Still Life with Plums (1730), Jean-Simeon Chardin
Michael Bodycomb

96. Still Life with Plums (1730), Jean-Simeon Chardin

Where can I see it?: The Frick Collection

This painting is a classic example of Chardin’s almost architectural compositions that depict objects from everyday middle-class life. He eschewed the pervading Rococo style of his time in favor of simplicity and humble directness. This work permeates with spirituality and subtle meaning rather than spelling out grand religious narratives.—Jennifer Coates

Photograph: Michael Bodycomb

Jacob’s Ladder (1957), Helen Frankenthaler
Jacob’s Ladder (1957), Helen Frankenthaler
The Museum of Modern Art, NY. Gift of Hyman N. Glickstein © 2015 Helen Frankenthaler / Artists Rights Society (ARS), New York

95. Jacob’s Ladder (1957), Helen Frankenthaler

Where can I see it?: Museum of Modern Art

In the vibrant New York art scene of the 1950s, Frankenthaler developed her own brand of Abstract Expressionism, working on unprimed canvas placed directly on the floor and diluting her pigments with turpentine so they soaked directly into the canvas rather then rested upon it.—Heather Corcoran

Photograph: Courtesy the Museum of Modern Art, NY. Gift of Hyman N. Glickstein © 2015 Helen Frankenthaler / Artists Rights Society (ARS), New York

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Bashi-Bazouk (1868–69), Jean-Léon Gérôme
Bashi-Bazouk (1868–69), Jean-Léon Gérôme
Trujillo; Juan

94. Bashi-Bazouk (1868–69), Jean-Léon Gérôme

Where can I see it?: The Metropolitan Museum of Art

In the second half of the 19th century, Gérôme was a holdout from the academic style amid the emergence of the Impressionist avant-garde. He is best known for his historic and Orientalist subjects, like this lushly rendered painting of an unpaid Ottoman mercenary or “bashi-bazouk,” which translates to “crazy head.”—Heather Corcoran

Photograph: Trujillo; Juan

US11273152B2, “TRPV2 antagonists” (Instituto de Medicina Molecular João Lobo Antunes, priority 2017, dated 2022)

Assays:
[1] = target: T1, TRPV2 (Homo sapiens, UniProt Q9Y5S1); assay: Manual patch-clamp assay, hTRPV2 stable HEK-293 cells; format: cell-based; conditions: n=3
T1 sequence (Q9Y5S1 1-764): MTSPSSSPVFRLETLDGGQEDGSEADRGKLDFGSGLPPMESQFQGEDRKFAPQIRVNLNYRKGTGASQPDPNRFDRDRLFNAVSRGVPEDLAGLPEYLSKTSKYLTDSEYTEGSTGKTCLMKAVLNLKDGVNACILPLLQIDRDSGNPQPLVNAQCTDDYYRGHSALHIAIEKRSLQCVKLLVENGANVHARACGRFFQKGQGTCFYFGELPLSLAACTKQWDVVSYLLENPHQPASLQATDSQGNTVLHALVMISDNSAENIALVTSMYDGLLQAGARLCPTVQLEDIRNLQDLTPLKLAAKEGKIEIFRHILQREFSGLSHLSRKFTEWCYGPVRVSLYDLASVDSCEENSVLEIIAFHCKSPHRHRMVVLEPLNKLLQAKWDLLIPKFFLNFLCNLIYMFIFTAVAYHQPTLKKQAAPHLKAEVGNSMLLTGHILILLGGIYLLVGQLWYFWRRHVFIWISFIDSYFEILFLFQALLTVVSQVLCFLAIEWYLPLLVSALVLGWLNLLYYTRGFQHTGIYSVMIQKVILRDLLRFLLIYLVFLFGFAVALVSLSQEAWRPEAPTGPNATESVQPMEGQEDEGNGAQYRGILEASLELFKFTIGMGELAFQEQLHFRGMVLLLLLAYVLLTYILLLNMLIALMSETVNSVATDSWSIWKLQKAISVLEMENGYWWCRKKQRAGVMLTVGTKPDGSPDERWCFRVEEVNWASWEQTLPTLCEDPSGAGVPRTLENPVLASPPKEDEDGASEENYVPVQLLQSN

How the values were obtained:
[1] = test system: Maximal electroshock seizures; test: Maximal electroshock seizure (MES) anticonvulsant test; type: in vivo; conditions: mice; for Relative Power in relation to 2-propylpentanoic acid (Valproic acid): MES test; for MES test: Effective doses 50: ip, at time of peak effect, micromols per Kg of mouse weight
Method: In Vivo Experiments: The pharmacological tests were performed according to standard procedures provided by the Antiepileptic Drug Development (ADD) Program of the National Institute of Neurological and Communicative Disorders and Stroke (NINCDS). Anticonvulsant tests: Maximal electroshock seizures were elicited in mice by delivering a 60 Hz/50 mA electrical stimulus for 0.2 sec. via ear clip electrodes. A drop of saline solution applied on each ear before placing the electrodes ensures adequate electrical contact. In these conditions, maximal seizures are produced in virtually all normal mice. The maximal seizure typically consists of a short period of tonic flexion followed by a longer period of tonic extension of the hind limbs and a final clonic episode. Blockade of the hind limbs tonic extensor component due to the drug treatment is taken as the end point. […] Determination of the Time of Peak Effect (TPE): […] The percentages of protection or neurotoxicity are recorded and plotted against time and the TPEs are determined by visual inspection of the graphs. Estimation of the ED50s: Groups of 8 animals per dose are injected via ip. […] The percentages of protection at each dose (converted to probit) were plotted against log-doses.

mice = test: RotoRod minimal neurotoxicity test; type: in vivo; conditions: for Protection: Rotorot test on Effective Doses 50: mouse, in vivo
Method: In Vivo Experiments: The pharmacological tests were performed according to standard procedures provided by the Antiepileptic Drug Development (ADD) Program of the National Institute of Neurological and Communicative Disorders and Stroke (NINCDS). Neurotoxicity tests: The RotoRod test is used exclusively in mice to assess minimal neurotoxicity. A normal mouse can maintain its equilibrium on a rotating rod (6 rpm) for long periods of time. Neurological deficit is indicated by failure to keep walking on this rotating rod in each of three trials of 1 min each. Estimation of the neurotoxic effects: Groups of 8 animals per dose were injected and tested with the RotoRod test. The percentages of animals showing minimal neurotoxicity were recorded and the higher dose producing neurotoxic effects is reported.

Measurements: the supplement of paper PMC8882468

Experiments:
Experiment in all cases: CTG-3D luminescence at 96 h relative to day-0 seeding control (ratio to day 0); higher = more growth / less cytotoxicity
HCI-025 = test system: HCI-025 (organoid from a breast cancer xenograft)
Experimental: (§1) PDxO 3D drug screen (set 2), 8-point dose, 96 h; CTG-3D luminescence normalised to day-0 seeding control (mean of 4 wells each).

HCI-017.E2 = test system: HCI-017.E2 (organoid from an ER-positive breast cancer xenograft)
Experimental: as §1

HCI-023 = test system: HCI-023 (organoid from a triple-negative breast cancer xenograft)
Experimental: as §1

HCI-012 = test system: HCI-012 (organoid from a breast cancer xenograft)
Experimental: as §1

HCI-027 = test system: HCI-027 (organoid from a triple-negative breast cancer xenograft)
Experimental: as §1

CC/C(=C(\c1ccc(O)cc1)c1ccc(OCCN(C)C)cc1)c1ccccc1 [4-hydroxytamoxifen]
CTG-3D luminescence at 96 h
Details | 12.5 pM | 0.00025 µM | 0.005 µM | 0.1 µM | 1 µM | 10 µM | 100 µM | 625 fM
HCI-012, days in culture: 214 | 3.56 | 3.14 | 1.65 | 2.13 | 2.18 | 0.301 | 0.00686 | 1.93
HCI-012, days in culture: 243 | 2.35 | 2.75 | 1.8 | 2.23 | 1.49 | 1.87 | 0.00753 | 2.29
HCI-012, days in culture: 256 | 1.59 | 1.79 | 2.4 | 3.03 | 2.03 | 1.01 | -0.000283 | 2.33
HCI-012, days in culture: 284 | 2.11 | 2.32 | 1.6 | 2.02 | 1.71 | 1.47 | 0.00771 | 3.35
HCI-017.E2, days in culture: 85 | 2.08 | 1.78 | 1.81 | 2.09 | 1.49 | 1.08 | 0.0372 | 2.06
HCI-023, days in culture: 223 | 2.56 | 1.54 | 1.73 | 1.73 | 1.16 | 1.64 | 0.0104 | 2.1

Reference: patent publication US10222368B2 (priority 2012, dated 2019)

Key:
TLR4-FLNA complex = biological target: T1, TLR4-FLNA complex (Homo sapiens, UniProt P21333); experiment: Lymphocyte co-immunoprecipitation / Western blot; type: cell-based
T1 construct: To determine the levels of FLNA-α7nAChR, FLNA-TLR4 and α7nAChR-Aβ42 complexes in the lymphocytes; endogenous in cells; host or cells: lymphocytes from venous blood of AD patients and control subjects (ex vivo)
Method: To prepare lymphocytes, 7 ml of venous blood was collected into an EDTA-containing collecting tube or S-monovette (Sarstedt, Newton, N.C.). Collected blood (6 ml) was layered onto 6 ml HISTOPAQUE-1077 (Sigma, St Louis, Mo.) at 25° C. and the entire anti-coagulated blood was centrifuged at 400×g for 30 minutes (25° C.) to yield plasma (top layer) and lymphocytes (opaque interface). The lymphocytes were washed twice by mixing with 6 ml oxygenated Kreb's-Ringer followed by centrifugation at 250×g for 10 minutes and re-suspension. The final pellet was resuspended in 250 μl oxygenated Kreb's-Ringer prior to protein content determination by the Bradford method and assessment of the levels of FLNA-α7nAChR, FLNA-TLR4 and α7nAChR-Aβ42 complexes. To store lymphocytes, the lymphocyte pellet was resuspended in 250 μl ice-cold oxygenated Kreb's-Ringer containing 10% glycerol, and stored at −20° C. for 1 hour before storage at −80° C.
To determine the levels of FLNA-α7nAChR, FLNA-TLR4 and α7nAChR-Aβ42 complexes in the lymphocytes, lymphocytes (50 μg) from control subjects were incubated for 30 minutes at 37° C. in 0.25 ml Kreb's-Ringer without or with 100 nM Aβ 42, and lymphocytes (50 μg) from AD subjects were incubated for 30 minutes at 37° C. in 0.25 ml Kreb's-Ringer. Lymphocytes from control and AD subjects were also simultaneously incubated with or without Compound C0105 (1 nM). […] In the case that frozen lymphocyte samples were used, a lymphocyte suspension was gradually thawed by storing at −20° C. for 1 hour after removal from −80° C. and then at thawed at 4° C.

The Toilers of the Sea (1880–1885), Albert Pinkham Ryder
The Toilers of the Sea (1880–1885), Albert Pinkham Ryder
Photograph: © The Metropolitan Museum of Art; New York; George A. Hearn Fund; 1915

93. The Toilers of the Sea (1880–1885), Albert Pinkham Ryder

Where can I see it?: The Metropolitan Museum of Art

With his use of tonalism to evoke emotion in his otherworldly land and seascapes, Ryder was an idiosyncratic American artist who foreshadowed modernist ideas. In this piece, the ochre glow of the full moon casts its dramatic light across a stormy sea and the simplistic suggestion of a boat.—Heather Corcoran

Photograph: © The Metropolitan Museum of Art; New York; George A. Hearn Fund; 1915

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Prelude to Farewell (1981), Romare Bearden
Prelude to Farewell (1981), Romare Bearden
Photograph: Gift of Altria Group; Inc./Studio Museum

92. Prelude to Farewell (1981), Romare Bearden

Where can I see it?: Studio Museum in Harlem

Bearden’s collages blend elements of Dadaist photomontage with the planes of Cubism, iconography from Southern American folk art and African traditions, not to mention the energy of jazz and city life. A cultural commenter as well as an artist, he created a new, symbol-laden language for depicting black life in 20th-century America.—Heather Corcoran

Photograph: Gift of Altria Group; Inc./Studio Museum

The City Rises (1910), Umberto Boccioni
The City Rises (1910), Umberto Boccioni
The Museum of Modern Art, NY. Mrs. Simon Guggenheim Fund

91. The City Rises (1910), Umberto Boccioni

Where can I see it?: Museum of Modern Art

This is the first major futurist work by Boccioni. Depicting a power plant in construction, he has abandoned naturalism to express technology through electrified paint handling. Man and mythical oversized animal work together in flux and dynamic energy to build the city: the utopian ideal of futurists before World War I.—Jennifer Coates

Photograph: Courtesy the Museum of Modern Art, NY. Mrs. Simon Guggenheim Fund

Continue to numbers 90-81 in our list of the 100 best paintings